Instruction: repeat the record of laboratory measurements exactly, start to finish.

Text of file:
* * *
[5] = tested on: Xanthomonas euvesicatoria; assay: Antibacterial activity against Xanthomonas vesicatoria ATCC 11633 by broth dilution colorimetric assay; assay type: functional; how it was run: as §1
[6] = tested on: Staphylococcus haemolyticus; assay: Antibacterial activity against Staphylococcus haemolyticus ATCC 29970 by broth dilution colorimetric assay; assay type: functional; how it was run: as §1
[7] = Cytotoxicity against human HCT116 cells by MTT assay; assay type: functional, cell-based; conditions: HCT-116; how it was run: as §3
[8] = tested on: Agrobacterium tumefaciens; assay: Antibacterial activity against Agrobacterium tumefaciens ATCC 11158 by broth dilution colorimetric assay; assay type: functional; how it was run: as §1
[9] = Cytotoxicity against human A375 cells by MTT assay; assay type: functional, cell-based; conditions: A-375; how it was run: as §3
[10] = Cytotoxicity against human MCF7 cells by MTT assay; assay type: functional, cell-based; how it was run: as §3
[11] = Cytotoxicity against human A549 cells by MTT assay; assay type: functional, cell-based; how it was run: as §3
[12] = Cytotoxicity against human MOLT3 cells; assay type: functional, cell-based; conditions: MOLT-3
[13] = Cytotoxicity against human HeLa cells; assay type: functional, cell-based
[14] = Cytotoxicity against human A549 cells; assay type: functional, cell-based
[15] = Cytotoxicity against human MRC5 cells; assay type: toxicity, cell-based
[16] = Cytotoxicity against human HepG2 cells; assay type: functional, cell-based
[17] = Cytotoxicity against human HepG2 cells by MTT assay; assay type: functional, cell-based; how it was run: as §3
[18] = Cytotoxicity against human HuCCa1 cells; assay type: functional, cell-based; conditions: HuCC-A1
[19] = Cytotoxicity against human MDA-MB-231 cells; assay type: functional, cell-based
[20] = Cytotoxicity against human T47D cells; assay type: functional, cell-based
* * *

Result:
[5] = tested on: Xanthomonas euvesicatoria; assay: Antibacterial activity against Xanthomonas vesicatoria ATCC 11633 by broth dilution colorimetric assay; assay type: functional; how it was run: as §1
[6] = tested on: Staphylococcus haemolyticus; assay: Antibacterial activity against Staphylococcus haemolyticus ATCC 29970 by broth dilution colorimetric assay; assay type: functional; how it was run: as §1
[7] = Cytotoxicity against human HCT116 cells by MTT assay; assay type: functional, cell-based; conditions: HCT-116; how it was run: as §3
[8] = tested on: Agrobacterium tumefaciens; assay: Antibacterial activity against Agrobacterium tumefaciens ATCC 11158 by broth dilution colorimetric assay; assay type: functional; how it was run: as §1
[9] = Cytotoxicity against human A375 cells by MTT assay; assay type: functional, cell-based; conditions: A-375; how it was run: as §3
[10] = Cytotoxicity against human MCF7 cells by MTT assay; assay type: functional, cell-based; how it was run: as §3
[11] = Cytotoxicity against human A549 cells by MTT assay; assay type: functional, cell-based; how it was run: as §3
[12] = Cytotoxicity against human MOLT3 cells; assay type: functional, cell-based; conditions: MOLT-3
[13] = Cytotoxicity against human HeLa cells; assay type: functional, cell-based
[14] = Cytotoxicity against human A549 cells; assay type: functional, cell-based
[15] = Cytotoxicity against human MRC5 cells; assay type: toxicity, cell-based
[16] = Cytotoxicity against human HepG2 cells; assay type: functional, cell-based
[17] = Cytotoxicity against human HepG2 cells by MTT assay; assay type: functional, cell-based; how it was run: as §3
[18] = Cytotoxicity against human HuCCa1 cells; assay type: functional, cell-based; conditions: HuCC-A1
[19] = Cytotoxicity against human MDA-MB-231 cells; assay type: functional, cell-based
[20] = Cytotoxicity against human T47D cells; assay type: functional, cell-based